Today’s news mentioned that a deceased left $100,000 to care for her 12 parrots.
At first blush this may seem unreasonable, but given that her wealth was in excess of 5 1/2 million dollars, and the long life expectancy of parrots, this may not have been an unreasonable amount to leave in trust for one’s surviving pets.
In fact it is advisable that if one intends to care for a surviving pet, that an appropriate sum of funds be set aside in one’s will to provide for this occurrence. Such trust fund amount could be reasonably calculated given the life expectancy of the animal, the cost of food care and veterinary services.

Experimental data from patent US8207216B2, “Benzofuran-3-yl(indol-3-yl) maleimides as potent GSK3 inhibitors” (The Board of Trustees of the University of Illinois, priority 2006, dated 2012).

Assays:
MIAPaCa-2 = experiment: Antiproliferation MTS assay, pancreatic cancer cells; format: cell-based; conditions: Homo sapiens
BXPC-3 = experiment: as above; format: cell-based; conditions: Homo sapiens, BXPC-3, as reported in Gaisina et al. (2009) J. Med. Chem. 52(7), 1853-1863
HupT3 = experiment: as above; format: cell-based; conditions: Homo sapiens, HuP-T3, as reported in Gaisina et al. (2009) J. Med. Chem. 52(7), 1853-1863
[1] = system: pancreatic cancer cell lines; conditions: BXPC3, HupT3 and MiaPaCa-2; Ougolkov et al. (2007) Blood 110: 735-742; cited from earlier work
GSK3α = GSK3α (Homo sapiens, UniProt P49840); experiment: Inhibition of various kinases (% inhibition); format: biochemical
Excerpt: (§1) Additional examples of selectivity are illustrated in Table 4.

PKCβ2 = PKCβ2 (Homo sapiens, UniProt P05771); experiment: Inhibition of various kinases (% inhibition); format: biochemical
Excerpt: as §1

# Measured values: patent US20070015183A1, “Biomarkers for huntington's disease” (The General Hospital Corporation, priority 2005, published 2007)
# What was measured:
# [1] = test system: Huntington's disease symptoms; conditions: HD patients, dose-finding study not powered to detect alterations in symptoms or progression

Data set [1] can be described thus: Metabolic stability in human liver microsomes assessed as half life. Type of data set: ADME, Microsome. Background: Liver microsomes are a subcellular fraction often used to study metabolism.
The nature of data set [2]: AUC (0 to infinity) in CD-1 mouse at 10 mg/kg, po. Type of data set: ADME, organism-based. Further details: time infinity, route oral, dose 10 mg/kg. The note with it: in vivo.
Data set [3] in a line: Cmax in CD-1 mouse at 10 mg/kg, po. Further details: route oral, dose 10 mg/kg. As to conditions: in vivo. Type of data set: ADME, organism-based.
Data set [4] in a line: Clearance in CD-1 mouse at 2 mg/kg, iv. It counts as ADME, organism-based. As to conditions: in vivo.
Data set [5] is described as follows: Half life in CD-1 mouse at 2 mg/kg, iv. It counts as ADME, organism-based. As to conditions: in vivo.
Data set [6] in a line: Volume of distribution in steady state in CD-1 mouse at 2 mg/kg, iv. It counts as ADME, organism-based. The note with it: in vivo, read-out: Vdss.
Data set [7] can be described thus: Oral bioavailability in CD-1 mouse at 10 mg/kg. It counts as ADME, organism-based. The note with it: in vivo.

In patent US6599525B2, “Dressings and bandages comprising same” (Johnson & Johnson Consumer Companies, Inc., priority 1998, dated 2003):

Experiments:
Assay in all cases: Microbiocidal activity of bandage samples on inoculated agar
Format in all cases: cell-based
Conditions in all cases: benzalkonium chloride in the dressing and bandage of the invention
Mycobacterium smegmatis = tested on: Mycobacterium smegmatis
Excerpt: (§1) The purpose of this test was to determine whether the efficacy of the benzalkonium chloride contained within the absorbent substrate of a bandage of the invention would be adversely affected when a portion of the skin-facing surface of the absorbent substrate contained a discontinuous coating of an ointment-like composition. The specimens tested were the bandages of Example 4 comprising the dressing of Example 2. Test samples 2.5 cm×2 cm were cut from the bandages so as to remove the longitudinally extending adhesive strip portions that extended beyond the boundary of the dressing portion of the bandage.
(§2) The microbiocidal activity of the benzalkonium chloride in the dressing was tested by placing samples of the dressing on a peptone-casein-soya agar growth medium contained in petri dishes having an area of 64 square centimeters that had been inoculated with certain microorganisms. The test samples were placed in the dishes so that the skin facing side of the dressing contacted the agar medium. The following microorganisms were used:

On the other hand, approximately 20 years ago, I was consulted with respect to a deceased single physician with no children who suddenly died young, and left her 1 million Dollar estate to her two cats and four dogs for their lifetime care.
In legal terminology, this is called an “imperfect trust”.
The million dollars was obviously an inordinate and inappropriate sum of money to provide for the animals, and the residual beneficiaries of the million dollar estate sought my advice.
The long and short of it, was that the dogs life expectancy being Great Danes was only seven years, but the cats life expectancy was in the range of 20 years.
We resolved the matter by providing for an appropriate amount of funds for care for the animals, and distributed the residue of the estate to the residual beneficiaries. The pets were in no legal position to object or consent.